You can use an SMS to send the security token, or the users can use the Authy smart phone application to get a soft security token.

They also have a service called OneTouch, which requires an authorization for a request through the smartphone app. In case you don’t want to use their application, they provide an SDK that you can integrate into your own mobile application.

Demo

Let’s create a small demo with Authy and see how we can get it to work for us. I’ll be only going through the parts that are relevant to this integration.

The rest is just for the sake of app completion.

Getting Started

You will need Node and NPM installed. I’m using some ES6 features, so I need a version of Node higher than 6. But you can use whatever you are comfortable with.

You need to create an application from the Authy dashboard after signing up for their free trial. Then get the API key for the application.

Then you will need to install the Authy Node SDK to get started easily. There’s nothing stopping you from directly using their RESTful API yourself, if for some bizarre reason you’d want to.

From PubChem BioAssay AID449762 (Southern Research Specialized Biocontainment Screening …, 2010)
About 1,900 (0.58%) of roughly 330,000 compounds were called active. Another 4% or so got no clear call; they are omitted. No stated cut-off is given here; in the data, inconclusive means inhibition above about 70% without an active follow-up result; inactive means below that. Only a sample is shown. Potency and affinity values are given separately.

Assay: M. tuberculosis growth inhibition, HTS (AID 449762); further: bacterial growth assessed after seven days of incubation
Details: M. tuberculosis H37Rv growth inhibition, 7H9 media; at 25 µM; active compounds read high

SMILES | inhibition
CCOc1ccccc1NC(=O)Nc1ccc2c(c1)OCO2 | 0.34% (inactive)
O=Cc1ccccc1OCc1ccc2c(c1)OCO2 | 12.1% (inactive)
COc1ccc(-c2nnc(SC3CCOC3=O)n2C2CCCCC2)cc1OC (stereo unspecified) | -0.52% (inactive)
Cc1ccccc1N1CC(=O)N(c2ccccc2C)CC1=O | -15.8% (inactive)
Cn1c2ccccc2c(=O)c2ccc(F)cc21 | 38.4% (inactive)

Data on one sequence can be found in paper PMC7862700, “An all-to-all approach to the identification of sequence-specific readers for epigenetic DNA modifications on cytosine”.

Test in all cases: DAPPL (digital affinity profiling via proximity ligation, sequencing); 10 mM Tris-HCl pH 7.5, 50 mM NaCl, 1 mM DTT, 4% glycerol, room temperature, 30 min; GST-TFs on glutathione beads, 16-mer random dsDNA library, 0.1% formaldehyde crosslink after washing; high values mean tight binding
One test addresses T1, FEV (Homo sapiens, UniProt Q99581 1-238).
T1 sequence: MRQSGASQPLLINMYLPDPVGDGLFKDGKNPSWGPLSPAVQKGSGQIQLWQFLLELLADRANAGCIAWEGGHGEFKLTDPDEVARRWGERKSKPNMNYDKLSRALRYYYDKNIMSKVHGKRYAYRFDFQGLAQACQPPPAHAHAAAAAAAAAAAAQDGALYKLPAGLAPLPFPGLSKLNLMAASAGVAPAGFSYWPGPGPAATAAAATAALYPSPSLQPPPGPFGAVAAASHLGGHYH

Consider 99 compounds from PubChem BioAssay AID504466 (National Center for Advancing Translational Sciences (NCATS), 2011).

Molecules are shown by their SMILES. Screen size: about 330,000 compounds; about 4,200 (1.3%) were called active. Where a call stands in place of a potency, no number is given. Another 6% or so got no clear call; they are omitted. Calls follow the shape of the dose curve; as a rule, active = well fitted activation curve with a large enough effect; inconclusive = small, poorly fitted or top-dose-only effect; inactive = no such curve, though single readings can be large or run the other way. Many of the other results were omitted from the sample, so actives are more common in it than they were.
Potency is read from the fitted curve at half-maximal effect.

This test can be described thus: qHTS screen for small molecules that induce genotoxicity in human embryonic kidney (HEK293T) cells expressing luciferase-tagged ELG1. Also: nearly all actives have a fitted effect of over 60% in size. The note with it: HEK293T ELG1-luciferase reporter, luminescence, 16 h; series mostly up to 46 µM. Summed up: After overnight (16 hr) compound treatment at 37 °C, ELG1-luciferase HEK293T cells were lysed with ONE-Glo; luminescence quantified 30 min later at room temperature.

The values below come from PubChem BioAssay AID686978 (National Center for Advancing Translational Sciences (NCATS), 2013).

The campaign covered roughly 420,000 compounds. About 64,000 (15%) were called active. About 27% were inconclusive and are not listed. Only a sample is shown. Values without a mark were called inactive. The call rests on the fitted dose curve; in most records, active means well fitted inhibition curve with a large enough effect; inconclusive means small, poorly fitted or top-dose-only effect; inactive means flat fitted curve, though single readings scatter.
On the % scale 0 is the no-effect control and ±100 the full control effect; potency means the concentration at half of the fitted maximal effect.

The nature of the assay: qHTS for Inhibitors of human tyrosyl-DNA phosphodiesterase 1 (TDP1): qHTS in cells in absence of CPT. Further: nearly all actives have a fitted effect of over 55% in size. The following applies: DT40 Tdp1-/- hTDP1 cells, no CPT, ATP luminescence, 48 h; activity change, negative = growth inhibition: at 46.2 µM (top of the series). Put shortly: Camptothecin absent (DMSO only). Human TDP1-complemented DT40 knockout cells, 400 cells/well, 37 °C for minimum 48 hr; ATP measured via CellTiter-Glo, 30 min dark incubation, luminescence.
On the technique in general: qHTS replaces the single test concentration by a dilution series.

npm install --save authy

Now there’s a bunch of code in the demo application that’s not really Authy specific, so we will skip that and focus on what matters.

Initializing the API

Pretty easy first step! Simply initialize it like this,

let authy = require("authy")("YOUR APPLICATION API KEY");

Creating a new Authy User.

Now, before we can do anything, we need to register and create a new user with Authy. You need to capture a user’s country code and phone number in order to do so.

You invoke the register user function in the sdk like this.

authy.register_user(userName, phone, countryCode, (err, res) => {
    if (err) {
        console.log(err);
        return;
    }
    let authyID = res.user.id;
});

Upon successful registration, the API will return an ID to identify the user within Authy. Save it somewhere! You need it later.

Sending a Security Token

The user is setup, and he has successfully entered the username and the password, so how do you send the security token to him?

Like this!

authy.request_sms(user.authyID, (err, res) => {
    if (err) {
        console.log(err);
        return;
    }

    callback(null, user);
});

This piece of code tells Authy to send a security token through SMS to the user specified by the id we saved when registering the user. If the user have downloaded the smartphone app, he/she will not receive the SMS, you can use a token retrieved by the app. There’s a setting in the Authy dashboard that will let you send the SMS regardless of the app download status if that’s what you want!